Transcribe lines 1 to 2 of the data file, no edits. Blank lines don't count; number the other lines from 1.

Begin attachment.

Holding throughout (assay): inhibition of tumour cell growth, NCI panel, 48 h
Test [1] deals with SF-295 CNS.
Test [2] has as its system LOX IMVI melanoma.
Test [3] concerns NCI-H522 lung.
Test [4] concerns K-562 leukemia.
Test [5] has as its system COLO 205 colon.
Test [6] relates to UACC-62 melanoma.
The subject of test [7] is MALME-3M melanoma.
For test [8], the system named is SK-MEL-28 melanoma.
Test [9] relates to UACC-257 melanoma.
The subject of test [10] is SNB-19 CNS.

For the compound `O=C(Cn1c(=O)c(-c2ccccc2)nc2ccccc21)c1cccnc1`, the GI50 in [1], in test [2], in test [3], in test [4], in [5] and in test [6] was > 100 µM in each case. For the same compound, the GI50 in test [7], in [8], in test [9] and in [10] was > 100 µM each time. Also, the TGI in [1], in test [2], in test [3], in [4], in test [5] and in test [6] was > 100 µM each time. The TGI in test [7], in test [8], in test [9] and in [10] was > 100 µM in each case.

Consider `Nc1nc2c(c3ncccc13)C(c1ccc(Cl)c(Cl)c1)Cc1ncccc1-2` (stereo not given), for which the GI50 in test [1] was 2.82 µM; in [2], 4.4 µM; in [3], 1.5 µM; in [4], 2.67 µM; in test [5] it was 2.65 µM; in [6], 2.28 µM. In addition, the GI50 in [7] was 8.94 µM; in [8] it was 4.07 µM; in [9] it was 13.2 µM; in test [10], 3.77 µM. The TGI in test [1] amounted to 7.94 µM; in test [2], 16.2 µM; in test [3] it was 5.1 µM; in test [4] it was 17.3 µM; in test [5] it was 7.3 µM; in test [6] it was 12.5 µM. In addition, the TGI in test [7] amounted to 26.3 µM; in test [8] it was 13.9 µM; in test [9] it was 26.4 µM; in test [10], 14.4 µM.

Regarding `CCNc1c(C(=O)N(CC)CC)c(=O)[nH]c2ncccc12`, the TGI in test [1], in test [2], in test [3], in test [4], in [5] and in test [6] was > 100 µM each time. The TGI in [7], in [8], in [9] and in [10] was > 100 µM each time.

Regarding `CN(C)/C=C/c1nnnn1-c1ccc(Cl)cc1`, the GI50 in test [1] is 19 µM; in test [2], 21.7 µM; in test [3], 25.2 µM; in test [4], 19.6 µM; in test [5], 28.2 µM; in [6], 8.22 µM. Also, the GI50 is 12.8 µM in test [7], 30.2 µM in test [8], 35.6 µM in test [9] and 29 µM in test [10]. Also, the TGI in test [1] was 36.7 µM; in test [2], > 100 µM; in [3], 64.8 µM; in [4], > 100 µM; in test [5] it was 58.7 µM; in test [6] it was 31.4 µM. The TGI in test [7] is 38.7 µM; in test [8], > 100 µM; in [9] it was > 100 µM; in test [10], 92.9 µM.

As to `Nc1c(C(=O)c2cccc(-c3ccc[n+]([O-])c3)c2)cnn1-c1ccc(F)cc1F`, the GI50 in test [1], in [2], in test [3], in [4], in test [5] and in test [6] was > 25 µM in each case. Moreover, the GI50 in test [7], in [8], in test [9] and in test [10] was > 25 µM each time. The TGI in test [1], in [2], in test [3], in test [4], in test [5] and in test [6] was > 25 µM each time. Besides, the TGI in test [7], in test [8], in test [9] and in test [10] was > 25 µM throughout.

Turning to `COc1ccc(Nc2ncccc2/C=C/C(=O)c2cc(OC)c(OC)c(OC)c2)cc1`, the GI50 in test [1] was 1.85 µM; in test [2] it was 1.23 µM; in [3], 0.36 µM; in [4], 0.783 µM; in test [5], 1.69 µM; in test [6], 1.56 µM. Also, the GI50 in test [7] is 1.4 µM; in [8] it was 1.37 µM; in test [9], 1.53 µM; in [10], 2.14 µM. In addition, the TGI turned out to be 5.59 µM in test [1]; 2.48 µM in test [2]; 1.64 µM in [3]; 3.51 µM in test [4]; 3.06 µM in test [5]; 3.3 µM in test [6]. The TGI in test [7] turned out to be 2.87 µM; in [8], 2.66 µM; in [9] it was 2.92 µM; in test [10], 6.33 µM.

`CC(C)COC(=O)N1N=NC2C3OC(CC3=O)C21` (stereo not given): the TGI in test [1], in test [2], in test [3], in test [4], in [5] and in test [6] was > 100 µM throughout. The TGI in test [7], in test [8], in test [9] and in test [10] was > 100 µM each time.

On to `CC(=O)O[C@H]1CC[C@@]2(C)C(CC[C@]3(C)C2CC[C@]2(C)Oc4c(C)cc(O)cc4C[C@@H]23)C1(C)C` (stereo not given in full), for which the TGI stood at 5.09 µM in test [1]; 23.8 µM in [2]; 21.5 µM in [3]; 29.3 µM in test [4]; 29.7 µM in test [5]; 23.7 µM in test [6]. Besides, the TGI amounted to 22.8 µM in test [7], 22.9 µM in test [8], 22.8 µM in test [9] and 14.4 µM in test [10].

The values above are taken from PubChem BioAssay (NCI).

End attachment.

Holding throughout (assay): inhibition of tumour cell growth, NCI panel, 48 h
Test [1] deals with SF-295 CNS.